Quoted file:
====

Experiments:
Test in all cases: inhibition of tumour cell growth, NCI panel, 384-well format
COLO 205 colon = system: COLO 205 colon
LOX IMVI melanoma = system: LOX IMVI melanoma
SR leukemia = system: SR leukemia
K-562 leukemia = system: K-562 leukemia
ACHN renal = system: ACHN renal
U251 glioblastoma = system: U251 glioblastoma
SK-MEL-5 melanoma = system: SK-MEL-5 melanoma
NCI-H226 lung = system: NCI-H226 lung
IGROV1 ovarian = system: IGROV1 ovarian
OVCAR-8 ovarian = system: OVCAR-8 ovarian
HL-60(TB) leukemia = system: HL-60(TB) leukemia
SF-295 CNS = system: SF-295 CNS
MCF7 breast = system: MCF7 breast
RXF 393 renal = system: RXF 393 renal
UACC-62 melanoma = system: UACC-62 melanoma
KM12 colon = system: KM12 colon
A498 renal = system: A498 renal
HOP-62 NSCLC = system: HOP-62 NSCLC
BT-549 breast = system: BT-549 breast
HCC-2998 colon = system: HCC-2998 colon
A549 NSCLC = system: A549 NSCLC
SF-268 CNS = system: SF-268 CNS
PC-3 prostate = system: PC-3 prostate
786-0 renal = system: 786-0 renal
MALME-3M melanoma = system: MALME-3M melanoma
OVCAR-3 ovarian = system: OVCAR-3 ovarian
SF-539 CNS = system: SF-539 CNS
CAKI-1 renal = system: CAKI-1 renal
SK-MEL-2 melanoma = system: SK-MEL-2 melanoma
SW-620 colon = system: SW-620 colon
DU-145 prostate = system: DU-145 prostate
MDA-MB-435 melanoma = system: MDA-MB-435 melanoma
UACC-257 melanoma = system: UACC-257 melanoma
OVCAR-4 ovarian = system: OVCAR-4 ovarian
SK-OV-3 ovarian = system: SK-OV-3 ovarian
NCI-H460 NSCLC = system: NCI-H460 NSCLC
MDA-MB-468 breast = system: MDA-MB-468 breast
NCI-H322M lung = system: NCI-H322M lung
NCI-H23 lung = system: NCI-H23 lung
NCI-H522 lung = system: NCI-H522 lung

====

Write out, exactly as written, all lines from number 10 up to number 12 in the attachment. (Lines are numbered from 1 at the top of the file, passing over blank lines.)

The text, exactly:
NCI-H226 lung = system: NCI-H226 lung
IGROV1 ovarian = system: IGROV1 ovarian
OVCAR-8 ovarian = system: OVCAR-8 ovarian